Forking Processes

Forked processes are the traditional way to structure parallel tasks, and are a fundamental part of the Unix tool set. Forking is based on the notion of copying programs: when a program calls the fork routine, the operating system makes a new copy of that program in memory, and starts running that copy in parallel with the original. Some systems don’t really copy the original program (it’s an expensive operation), but the new copy works as if it was a literal copy.

After a fork operation, the original copy of the program is called the parent process, and the copy created by os.fork is called the child process. In general, parents can make any number of children, and children can create child processes of their own -- all forked processes run independently and in parallel under the operating system’s control. It is probably simpler in practice than theory, though; the Python script in Example 3-1 forks new child processes until you type a “q” at the console.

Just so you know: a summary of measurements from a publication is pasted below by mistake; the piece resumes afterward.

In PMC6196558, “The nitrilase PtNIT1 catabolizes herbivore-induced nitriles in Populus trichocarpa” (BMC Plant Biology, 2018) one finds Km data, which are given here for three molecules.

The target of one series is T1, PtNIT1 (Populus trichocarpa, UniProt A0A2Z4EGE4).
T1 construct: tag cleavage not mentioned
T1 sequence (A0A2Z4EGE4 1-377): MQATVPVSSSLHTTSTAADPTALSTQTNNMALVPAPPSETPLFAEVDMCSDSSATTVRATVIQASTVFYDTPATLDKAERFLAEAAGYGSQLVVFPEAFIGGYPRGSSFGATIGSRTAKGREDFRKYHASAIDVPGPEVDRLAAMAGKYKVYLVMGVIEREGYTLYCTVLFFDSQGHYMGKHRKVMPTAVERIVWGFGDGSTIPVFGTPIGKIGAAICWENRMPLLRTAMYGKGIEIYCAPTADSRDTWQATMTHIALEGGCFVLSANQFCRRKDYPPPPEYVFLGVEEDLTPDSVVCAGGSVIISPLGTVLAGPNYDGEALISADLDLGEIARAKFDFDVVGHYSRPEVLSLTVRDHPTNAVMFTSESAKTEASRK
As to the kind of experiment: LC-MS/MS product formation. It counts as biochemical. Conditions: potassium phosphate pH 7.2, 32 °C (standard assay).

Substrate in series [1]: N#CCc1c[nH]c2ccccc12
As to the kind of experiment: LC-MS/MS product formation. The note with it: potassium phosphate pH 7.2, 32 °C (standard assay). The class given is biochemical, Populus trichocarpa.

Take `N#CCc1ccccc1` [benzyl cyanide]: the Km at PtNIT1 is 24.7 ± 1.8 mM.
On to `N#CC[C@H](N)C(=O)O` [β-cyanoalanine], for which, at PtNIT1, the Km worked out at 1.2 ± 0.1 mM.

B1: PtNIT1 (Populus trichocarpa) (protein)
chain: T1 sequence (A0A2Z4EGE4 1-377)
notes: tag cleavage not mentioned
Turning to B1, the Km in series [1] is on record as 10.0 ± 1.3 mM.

Example 3-1. PP2E\System\Processes\

# forks child processes until you type 'q'

import os

def child(  ):
    print 'Hello from child',  os.getpid(  )
    os._exit(0)  # else goes back to parent loop

def parent(  ):
    while 1:
        newpid = os.fork(  )
        if newpid == 0:
            child(  )
            print 'Hello from parent', os.getpid(  ), newpid
        if raw_input(  ) == 'q': break

parent(  )

Python’s process forking tools, available in the os module, are simply thin wrappers over standard forking calls in the C library. To start a new, parallel process, ...

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